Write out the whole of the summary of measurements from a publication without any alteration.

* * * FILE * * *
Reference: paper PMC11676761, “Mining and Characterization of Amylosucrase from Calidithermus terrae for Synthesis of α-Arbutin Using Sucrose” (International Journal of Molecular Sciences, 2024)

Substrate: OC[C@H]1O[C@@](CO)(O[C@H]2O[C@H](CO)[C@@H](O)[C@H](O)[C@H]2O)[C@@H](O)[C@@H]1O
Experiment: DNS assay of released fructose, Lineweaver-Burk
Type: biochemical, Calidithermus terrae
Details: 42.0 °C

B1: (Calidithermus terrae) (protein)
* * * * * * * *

Reference: paper PMC11676761, “Mining and Characterization of Amylosucrase from Calidithermus terrae for Synthesis of α-Arbutin Using Sucrose” (International Journal of Molecular Sciences, 2024)

Substrate: OC[C@H]1O[C@@](CO)(O[C@H]2O[C@H](CO)[C@@H](O)[C@H](O)[C@H]2O)[C@@H](O)[C@@H]1O
Experiment: DNS assay of released fructose, Lineweaver-Burk
Type: biochemical, Calidithermus terrae
Details: 42.0 °C

B1: (Calidithermus terrae) (protein)